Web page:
Summary [8.0 out of 10]
Following an assassin who is falsely accused of murder as he tries to clear his name through…murder…Dishonored is like if Bioshock and Thief somehow fell in love and had a child. With intense melee and ranged combat as well as heavy stealth elements, both enhanced by special powers to help the assassin, Atano, achieve his objectives. The player can choose to stick to the shadows or launch an all out assault on the game’s enemies. The method the player chooses determines not just the ending but also how the character is treated throughout the game by NPCs and how many of particular enemies start to appear. The game throws a lot at you but also gives the player the tools to answer with as creative a way as possible. The game runs into problems with how it deals with peace vs chaos and the player is ultimately punished if the game is played for action instead of stealth, but still Dishonored is a lot of fun which is fairly exciting for a new IP.
What’s It Like:
Bioshock: As mentioned above, the game shares a fair amount with Bioshock from the art style, power structure and intriguing plot. The game also plays a fair amount like Bioshock which is not a bad thing given how good that game is. It is pretty impossible to play through Dishonored and not notice the similarities between the two games but that is not a knock against Dishonored, the influence is a good thing.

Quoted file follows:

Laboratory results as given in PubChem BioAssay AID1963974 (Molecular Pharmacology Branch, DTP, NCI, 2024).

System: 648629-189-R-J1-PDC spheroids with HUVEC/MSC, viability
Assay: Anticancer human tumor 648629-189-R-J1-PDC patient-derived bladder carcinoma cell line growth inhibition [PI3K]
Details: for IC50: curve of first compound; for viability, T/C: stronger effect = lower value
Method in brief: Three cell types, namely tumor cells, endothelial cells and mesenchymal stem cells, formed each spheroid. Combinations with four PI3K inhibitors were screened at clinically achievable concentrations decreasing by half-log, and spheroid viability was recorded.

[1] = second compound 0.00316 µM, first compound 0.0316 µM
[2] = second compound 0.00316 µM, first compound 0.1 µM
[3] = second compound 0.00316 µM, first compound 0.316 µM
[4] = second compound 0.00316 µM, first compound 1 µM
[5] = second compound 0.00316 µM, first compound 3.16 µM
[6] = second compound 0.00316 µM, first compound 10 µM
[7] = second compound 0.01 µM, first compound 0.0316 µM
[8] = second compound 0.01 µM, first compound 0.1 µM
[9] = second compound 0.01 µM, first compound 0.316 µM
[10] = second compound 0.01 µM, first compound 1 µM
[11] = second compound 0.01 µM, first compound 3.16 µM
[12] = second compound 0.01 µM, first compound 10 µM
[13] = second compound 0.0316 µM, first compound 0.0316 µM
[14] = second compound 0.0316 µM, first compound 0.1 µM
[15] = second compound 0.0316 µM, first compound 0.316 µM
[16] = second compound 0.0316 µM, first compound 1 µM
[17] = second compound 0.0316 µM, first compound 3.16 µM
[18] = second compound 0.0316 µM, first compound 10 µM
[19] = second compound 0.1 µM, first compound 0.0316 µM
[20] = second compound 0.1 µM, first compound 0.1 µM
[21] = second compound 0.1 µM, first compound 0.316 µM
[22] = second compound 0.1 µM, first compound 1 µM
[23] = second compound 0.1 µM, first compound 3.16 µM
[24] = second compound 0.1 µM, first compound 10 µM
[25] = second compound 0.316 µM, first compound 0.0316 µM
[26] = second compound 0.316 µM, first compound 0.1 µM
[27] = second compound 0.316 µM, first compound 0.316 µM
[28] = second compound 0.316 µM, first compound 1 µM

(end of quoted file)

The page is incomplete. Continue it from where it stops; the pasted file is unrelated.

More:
Thief: The stealth elements in Dishonored feel a lot like Thief although Thief’s stealth felt a lot more elegant and less haphazard.
Graphics: Dishonored is absolutely beautiful with graphics that are elegant, detailed and sharp. Backgrounds and environments are lush and detailed with just the right tone for the feel of the story. Animation is fluid and never stiff. Just a gorgeous game all around.
Art Style: Much like Bioshock, the art style here is very distinct and period. The heavy steam punk element is augmented by the over all look of the graphics which resemble a moving oil painting. The art style really shows the influence of Bioshock but it fits the environment and story perfectly so it can be forgiven for being a bit derivative.
Choice: Dishonored offers the player more choice than anything since Skyrim. This isn’t about missions or gameplay variety, although those are certainly offered, but rather the ways that you can complete your missions. There are a multitude of pathways through each mission and they don’t follow repetitive patterns. The amount of options open to the player is staggering and the creativity of those options is equally impressive. More that almost any other game I’ve played, if you get stuck using one approach there are several others to try that are likely to be more effective. This is nice as it cuts down on potential frustration stopping the player in their tracks. There is always something else to try.
Story: While the twists and turns of the story are not terribly complex, the texture of the character interactions and side missions make the world feel alive and vibrant which builds up the story in a way a straight narrative would not. The amount of intrigue that these details pack in make the experience a much fuller one. The main story line itself, while simple at bottom, is still satisfying and feels complete.